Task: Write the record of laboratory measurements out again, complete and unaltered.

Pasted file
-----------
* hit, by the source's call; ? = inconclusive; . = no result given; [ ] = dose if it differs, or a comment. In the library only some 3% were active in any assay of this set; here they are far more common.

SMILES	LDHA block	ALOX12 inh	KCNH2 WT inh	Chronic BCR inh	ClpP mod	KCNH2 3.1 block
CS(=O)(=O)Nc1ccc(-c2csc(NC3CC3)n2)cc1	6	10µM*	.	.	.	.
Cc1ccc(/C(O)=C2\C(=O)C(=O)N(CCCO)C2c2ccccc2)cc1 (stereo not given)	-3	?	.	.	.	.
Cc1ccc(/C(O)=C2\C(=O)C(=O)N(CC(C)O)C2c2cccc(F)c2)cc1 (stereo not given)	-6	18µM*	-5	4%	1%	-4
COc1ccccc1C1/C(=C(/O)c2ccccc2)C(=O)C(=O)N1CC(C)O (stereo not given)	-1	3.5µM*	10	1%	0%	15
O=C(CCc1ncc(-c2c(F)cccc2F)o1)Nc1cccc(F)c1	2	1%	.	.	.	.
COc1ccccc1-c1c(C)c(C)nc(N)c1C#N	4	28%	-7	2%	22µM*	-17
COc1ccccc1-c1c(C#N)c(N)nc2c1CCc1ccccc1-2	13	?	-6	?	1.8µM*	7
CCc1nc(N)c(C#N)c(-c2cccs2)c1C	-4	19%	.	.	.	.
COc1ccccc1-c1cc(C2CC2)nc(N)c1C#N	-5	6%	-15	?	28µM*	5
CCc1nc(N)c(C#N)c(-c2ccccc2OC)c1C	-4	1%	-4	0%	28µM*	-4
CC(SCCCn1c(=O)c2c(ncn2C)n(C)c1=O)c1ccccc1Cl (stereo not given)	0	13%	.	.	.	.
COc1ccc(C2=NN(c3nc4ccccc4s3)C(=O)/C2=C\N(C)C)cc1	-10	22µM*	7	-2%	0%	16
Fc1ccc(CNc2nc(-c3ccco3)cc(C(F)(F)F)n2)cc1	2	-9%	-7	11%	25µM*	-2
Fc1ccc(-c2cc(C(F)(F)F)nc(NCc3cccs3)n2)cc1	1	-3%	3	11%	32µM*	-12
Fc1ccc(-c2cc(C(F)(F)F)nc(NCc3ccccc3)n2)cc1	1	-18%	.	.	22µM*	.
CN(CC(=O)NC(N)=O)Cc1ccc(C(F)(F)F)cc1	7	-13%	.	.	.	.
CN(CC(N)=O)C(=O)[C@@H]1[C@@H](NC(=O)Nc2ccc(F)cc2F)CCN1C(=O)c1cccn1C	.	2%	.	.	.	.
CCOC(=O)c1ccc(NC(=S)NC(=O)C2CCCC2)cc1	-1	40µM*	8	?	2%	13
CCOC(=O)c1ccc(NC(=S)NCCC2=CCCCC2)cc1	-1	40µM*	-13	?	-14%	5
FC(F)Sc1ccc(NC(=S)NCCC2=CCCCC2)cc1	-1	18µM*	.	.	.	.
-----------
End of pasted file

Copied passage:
* hit, by the source's call; ? = inconclusive; . = no result given; [ ] = dose if it differs, or a comment. In the library only some 3% were active in any assay of this set; here they are far more common.

SMILES	LDHA block	ALOX12 inh	KCNH2 WT inh	Chronic BCR inh	ClpP mod	KCNH2 3.1 block
CS(=O)(=O)Nc1ccc(-c2csc(NC3CC3)n2)cc1	6	10µM*	.	.	.	.
Cc1ccc(/C(O)=C2\C(=O)C(=O)N(CCCO)C2c2ccccc2)cc1 (stereo not given)	-3	?	.	.	.	.
Cc1ccc(/C(O)=C2\C(=O)C(=O)N(CC(C)O)C2c2cccc(F)c2)cc1 (stereo not given)	-6	18µM*	-5	4%	1%	-4
COc1ccccc1C1/C(=C(/O)c2ccccc2)C(=O)C(=O)N1CC(C)O (stereo not given)	-1	3.5µM*	10	1%	0%	15
O=C(CCc1ncc(-c2c(F)cccc2F)o1)Nc1cccc(F)c1	2	1%	.	.	.	.
COc1ccccc1-c1c(C)c(C)nc(N)c1C#N	4	28%	-7	2%	22µM*	-17
COc1ccccc1-c1c(C#N)c(N)nc2c1CCc1ccccc1-2	13	?	-6	?	1.8µM*	7
CCc1nc(N)c(C#N)c(-c2cccs2)c1C	-4	19%	.	.	.	.
COc1ccccc1-c1cc(C2CC2)nc(N)c1C#N	-5	6%	-15	?	28µM*	5
CCc1nc(N)c(C#N)c(-c2ccccc2OC)c1C	-4	1%	-4	0%	28µM*	-4
CC(SCCCn1c(=O)c2c(ncn2C)n(C)c1=O)c1ccccc1Cl (stereo not given)	0	13%	.	.	.	.
COc1ccc(C2=NN(c3nc4ccccc4s3)C(=O)/C2=C\N(C)C)cc1	-10	22µM*	7	-2%	0%	16
Fc1ccc(CNc2nc(-c3ccco3)cc(C(F)(F)F)n2)cc1	2	-9%	-7	11%	25µM*	-2
Fc1ccc(-c2cc(C(F)(F)F)nc(NCc3cccs3)n2)cc1	1	-3%	3	11%	32µM*	-12
Fc1ccc(-c2cc(C(F)(F)F)nc(NCc3ccccc3)n2)cc1	1	-18%	.	.	22µM*	.
CN(CC(=O)NC(N)=O)Cc1ccc(C(F)(F)F)cc1	7	-13%	.	.	.	.
CN(CC(N)=O)C(=O)[C@@H]1[C@@H](NC(=O)Nc2ccc(F)cc2F)CCN1C(=O)c1cccn1C	.	2%	.	.	.	.
CCOC(=O)c1ccc(NC(=S)NC(=O)C2CCCC2)cc1	-1	40µM*	8	?	2%	13
CCOC(=O)c1ccc(NC(=S)NCCC2=CCCCC2)cc1	-1	40µM*	-13	?	-14%	5
FC(F)Sc1ccc(NC(=S)NCCC2=CCCCC2)cc1	-1	18µM*	.	.	.	.